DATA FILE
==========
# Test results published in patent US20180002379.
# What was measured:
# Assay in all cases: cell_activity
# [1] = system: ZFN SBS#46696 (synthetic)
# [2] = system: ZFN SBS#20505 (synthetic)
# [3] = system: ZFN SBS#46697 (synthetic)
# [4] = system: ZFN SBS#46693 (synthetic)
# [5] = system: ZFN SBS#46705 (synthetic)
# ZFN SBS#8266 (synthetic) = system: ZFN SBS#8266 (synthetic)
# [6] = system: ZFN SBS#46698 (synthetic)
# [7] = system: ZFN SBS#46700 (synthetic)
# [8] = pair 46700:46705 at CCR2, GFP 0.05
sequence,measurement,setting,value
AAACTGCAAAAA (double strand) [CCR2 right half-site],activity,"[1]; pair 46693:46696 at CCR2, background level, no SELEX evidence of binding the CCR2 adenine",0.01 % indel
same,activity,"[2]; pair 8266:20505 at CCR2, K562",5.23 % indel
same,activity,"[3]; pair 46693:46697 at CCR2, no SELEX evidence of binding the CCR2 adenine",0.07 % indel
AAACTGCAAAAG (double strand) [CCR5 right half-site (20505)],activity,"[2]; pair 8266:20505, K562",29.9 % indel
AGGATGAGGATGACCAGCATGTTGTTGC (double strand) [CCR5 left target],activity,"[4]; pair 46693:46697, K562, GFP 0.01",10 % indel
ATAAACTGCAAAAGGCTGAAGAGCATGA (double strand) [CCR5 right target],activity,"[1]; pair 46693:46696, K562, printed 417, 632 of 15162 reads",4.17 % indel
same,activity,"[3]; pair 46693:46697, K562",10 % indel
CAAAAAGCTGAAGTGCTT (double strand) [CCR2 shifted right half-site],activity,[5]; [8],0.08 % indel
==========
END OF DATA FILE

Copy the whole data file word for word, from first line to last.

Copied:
# Test results published in patent US20180002379.
# What was measured:
# Assay in all cases: cell_activity
# [1] = system: ZFN SBS#46696 (synthetic)
# [2] = system: ZFN SBS#20505 (synthetic)
# [3] = system: ZFN SBS#46697 (synthetic)
# [4] = system: ZFN SBS#46693 (synthetic)
# [5] = system: ZFN SBS#46705 (synthetic)
# ZFN SBS#8266 (synthetic) = system: ZFN SBS#8266 (synthetic)
# [6] = system: ZFN SBS#46698 (synthetic)
# [7] = system: ZFN SBS#46700 (synthetic)
# [8] = pair 46700:46705 at CCR2, GFP 0.05
sequence,measurement,setting,value
AAACTGCAAAAA (double strand) [CCR2 right half-site],activity,"[1]; pair 46693:46696 at CCR2, background level, no SELEX evidence of binding the CCR2 adenine",0.01 % indel
same,activity,"[2]; pair 8266:20505 at CCR2, K562",5.23 % indel
same,activity,"[3]; pair 46693:46697 at CCR2, no SELEX evidence of binding the CCR2 adenine",0.07 % indel
AAACTGCAAAAG (double strand) [CCR5 right half-site (20505)],activity,"[2]; pair 8266:20505, K562",29.9 % indel
AGGATGAGGATGACCAGCATGTTGTTGC (double strand) [CCR5 left target],activity,"[4]; pair 46693:46697, K562, GFP 0.01",10 % indel
ATAAACTGCAAAAGGCTGAAGAGCATGA (double strand) [CCR5 right target],activity,"[1]; pair 46693:46696, K562, printed 417, 632 of 15162 reads",4.17 % indel
same,activity,"[3]; pair 46693:46697, K562",10 % indel
CAAAAAGCTGAAGTGCTT (double strand) [CCR2 shifted right half-site],activity,[5]; [8],0.08 % indel